# Controller Is SUC [controller_suc]

Sets the controller as a Static Update Controller within the network

# Heal Time [heal_time]

Sets the nightly heal time (in hours).

# Inclusion Mode [inclusion_mode]

The inclusion mode setting allows the user to set how the controller will initiate inclusion when discovery is initiated. There are three options available -:

  • [0] Low Power Inclusion: In this mode devices must be within 1 meter of the controller to be included.
  • [1] High Power Inclusion: In this mode devices must be able to communicate directly with the controller, so can be 10 to 15 meters from the controller under most conditions.
  • [2] Network Wide Inclusion: In this mode devices can be anywhere in the network. This mode

# Secure Inclusion Mode [security_inclusionmode]

The secure command classes allow you to secure communications between devices in your network. Secure communications is a good thing, and for devices such as locks that protect the security of your property, it's mandatory. However, most devices support the same communications and functions over the standard communication classes, without security. The secure classes come with some negative points - they communicate more slowly, and consume more power in battery devices. This is because there is roughly twice as much communication required for the security classes. You should therefore consider if you need all devices secured, or if it is acceptable for your system to only secure entry devices.

This option allows you to select which classes will be configured to use security - you can elect to use security on all devices that support it, or only on entry control devices.

# Inclusion Mode Timeout [controller_inclusiontimeout]

This sets the maximum time that the controller will remain in inclusion or exclusion mode. Once inclusion is enabled, it will be disabled either when the first device is discovered, or when the timeout occurs. Generally this should be kept to a minimum as it increases the opportunity for unwanted nodes to be included into the network.

Note that updating this value will cause the controller to be reinitialised which will take all your Z-Wave devices offline for a short period.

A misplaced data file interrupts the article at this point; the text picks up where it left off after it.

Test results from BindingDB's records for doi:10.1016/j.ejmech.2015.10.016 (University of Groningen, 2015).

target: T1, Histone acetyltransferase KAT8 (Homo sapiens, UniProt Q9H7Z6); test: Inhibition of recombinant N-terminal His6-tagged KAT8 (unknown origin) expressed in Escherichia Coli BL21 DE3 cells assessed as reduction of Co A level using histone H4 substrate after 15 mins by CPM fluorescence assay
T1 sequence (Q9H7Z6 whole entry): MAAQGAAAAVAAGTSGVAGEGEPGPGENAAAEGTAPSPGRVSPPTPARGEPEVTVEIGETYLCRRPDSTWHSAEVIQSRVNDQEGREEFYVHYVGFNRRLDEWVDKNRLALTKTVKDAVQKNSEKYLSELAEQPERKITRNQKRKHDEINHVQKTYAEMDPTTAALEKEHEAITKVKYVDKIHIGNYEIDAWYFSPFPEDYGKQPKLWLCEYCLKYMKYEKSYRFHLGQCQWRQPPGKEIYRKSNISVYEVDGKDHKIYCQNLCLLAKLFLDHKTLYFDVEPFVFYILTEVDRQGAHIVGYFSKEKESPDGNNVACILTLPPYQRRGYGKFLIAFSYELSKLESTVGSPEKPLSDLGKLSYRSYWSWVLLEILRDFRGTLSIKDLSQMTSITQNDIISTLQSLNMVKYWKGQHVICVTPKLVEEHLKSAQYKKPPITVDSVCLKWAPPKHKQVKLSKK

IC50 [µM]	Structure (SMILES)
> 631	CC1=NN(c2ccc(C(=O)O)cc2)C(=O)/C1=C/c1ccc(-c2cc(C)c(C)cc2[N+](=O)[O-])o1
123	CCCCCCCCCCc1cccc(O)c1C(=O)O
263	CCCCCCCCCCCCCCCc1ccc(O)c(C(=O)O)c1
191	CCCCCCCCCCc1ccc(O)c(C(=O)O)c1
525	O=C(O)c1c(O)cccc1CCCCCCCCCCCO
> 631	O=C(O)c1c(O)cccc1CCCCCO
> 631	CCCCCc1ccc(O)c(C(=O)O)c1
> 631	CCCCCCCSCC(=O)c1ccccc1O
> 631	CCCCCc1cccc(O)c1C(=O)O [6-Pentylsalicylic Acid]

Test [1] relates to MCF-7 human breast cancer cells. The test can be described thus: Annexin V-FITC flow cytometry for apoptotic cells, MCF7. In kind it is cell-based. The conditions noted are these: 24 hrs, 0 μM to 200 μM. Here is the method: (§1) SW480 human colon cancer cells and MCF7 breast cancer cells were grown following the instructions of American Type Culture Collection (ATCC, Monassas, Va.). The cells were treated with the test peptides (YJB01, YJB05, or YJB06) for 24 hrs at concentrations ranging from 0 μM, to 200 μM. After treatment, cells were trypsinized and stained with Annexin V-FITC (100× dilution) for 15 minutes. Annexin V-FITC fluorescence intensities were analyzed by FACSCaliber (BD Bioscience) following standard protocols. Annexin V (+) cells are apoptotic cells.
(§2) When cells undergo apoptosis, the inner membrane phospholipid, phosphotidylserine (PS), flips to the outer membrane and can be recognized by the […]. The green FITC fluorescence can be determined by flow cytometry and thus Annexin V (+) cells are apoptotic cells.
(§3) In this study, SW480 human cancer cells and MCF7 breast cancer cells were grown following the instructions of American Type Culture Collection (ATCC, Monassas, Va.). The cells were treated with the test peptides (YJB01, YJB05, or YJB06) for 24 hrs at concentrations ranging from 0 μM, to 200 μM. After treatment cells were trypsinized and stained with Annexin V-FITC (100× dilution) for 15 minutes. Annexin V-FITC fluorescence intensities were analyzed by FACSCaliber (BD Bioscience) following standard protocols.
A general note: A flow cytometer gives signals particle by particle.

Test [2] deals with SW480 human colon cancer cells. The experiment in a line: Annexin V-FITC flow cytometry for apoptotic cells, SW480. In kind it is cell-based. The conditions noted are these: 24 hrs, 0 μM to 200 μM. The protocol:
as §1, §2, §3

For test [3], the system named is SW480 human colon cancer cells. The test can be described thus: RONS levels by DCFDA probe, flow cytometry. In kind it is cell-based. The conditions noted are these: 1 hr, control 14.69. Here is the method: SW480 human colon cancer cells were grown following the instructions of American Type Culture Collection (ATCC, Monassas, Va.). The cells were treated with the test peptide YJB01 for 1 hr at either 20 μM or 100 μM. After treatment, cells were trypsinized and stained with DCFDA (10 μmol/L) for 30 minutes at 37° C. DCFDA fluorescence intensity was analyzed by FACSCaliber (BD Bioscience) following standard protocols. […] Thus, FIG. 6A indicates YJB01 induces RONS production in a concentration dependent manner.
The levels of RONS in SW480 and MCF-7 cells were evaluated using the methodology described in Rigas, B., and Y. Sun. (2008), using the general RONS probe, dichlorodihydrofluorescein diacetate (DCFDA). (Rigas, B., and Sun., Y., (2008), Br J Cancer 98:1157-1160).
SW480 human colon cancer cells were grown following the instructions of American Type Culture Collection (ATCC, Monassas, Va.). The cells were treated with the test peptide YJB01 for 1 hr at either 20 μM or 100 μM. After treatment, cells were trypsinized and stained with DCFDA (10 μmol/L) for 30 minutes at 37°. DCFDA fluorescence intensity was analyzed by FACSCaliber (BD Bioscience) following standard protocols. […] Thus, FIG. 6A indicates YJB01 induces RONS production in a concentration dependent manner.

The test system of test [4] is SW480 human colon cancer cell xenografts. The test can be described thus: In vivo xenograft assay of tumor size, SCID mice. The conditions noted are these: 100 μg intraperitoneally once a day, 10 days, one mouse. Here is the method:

# Battery Device Awake Duration [controller_maxawakeperiod]

This sets the maximum awake time for battery nodes (in seconds). This should be set high enough to allow initialization and healing to proceed uninterupted by a "Go to Sleep" command. The "Go to Sleep" will normally be sent much earlier (when the device is fully initializated and no messages remain in the device queue). This is just a backstop for when Zwave communications breakdown between the controller and the device. (see #### Message Routing)

It is defined in seconds.

# Default Wakeup Period [controller_wakeupperiod]

This sets the system wide default wakeup period. If a battery device does not have the wakeup period set to a value, then the system will configure it to use this value during the device configuration.

It is defined in seconds.

# Network Security Key [security_networkkey]

This sets the network security key used in your network for securing communications using the secure command classes. It is a 16 byte value, specified in hexadecimal. The following formats -:

  • 00112233445566778899AABBCCDDEEFF
  • 00 11 22 33 44 55 66 77 88 99 AA BB CC DD EE FF
  • 00,11,22,33,44,55,66,77,88,99,AA,BB,CC,DD,EE,FF
  • 0x00 0x11 0x22 0x33 0x44 0x55 0x66 0x77 0x88 0x99 0xAA 0xBB 0xCC 0xDD 0xEE 0xFF

# Thing Configuration

There are a large number of things supported by the Z-Wave binding, so configuration can not be covered here and you should refer to the device manual. A summary of supported devices can be found here and this links to the list of configuration parameters the binding provides.